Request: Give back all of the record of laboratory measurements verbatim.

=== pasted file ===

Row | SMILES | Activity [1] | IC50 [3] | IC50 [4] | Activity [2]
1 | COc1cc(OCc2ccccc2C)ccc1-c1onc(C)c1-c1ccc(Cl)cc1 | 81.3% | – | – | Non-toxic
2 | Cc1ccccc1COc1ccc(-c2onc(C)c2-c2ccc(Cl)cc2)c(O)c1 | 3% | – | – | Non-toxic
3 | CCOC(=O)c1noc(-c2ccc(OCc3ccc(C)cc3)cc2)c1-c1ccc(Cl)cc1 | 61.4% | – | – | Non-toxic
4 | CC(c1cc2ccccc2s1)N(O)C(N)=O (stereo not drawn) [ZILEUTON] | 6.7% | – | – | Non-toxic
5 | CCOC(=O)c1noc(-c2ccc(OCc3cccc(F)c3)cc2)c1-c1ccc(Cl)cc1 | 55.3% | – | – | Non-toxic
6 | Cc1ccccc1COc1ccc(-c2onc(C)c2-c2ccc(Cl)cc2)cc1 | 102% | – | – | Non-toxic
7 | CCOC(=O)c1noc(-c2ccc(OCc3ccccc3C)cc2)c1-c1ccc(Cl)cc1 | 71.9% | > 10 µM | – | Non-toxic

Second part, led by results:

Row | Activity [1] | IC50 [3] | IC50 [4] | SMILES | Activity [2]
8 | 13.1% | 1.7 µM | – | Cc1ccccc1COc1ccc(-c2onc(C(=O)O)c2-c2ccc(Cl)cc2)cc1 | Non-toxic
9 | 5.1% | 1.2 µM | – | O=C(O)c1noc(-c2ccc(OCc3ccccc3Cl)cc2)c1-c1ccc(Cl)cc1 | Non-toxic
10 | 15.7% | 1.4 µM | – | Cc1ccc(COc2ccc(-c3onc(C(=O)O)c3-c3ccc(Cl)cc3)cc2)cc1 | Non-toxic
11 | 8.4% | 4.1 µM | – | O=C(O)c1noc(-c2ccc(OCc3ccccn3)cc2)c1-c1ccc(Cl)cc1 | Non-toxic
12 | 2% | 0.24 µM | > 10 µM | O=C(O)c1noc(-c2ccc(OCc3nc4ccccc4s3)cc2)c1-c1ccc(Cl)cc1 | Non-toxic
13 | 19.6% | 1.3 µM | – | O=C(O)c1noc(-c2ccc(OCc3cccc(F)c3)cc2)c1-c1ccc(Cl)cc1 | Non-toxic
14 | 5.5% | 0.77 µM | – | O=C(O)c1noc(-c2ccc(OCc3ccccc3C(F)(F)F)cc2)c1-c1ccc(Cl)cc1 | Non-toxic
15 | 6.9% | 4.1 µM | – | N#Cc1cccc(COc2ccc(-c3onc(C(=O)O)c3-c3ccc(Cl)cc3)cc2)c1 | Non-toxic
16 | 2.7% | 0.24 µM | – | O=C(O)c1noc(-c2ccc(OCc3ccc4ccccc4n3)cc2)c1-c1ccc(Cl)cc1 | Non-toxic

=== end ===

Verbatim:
Row | SMILES | Activity [1] | IC50 [3] | IC50 [4] | Activity [2]
1 | COc1cc(OCc2ccccc2C)ccc1-c1onc(C)c1-c1ccc(Cl)cc1 | 81.3% | – | – | Non-toxic
2 | Cc1ccccc1COc1ccc(-c2onc(C)c2-c2ccc(Cl)cc2)c(O)c1 | 3% | – | – | Non-toxic
3 | CCOC(=O)c1noc(-c2ccc(OCc3ccc(C)cc3)cc2)c1-c1ccc(Cl)cc1 | 61.4% | – | – | Non-toxic
4 | CC(c1cc2ccccc2s1)N(O)C(N)=O (stereo not drawn) [ZILEUTON] | 6.7% | – | – | Non-toxic
5 | CCOC(=O)c1noc(-c2ccc(OCc3cccc(F)c3)cc2)c1-c1ccc(Cl)cc1 | 55.3% | – | – | Non-toxic
6 | Cc1ccccc1COc1ccc(-c2onc(C)c2-c2ccc(Cl)cc2)cc1 | 102% | – | – | Non-toxic
7 | CCOC(=O)c1noc(-c2ccc(OCc3ccccc3C)cc2)c1-c1ccc(Cl)cc1 | 71.9% | > 10 µM | – | Non-toxic

Second part, led by results:

Row | Activity [1] | IC50 [3] | IC50 [4] | SMILES | Activity [2]
8 | 13.1% | 1.7 µM | – | Cc1ccccc1COc1ccc(-c2onc(C(=O)O)c2-c2ccc(Cl)cc2)cc1 | Non-toxic
9 | 5.1% | 1.2 µM | – | O=C(O)c1noc(-c2ccc(OCc3ccccc3Cl)cc2)c1-c1ccc(Cl)cc1 | Non-toxic
10 | 15.7% | 1.4 µM | – | Cc1ccc(COc2ccc(-c3onc(C(=O)O)c3-c3ccc(Cl)cc3)cc2)cc1 | Non-toxic
11 | 8.4% | 4.1 µM | – | O=C(O)c1noc(-c2ccc(OCc3ccccn3)cc2)c1-c1ccc(Cl)cc1 | Non-toxic
12 | 2% | 0.24 µM | > 10 µM | O=C(O)c1noc(-c2ccc(OCc3nc4ccccc4s3)cc2)c1-c1ccc(Cl)cc1 | Non-toxic
13 | 19.6% | 1.3 µM | – | O=C(O)c1noc(-c2ccc(OCc3cccc(F)c3)cc2)c1-c1ccc(Cl)cc1 | Non-toxic
14 | 5.5% | 0.77 µM | – | O=C(O)c1noc(-c2ccc(OCc3ccccc3C(F)(F)F)cc2)c1-c1ccc(Cl)cc1 | Non-toxic
15 | 6.9% | 4.1 µM | – | N#Cc1cccc(COc2ccc(-c3onc(C(=O)O)c3-c3ccc(Cl)cc3)cc2)c1 | Non-toxic
16 | 2.7% | 0.24 µM | – | O=C(O)c1noc(-c2ccc(OCc3ccc4ccccc4n3)cc2)c1-c1ccc(Cl)cc1 | Non-toxic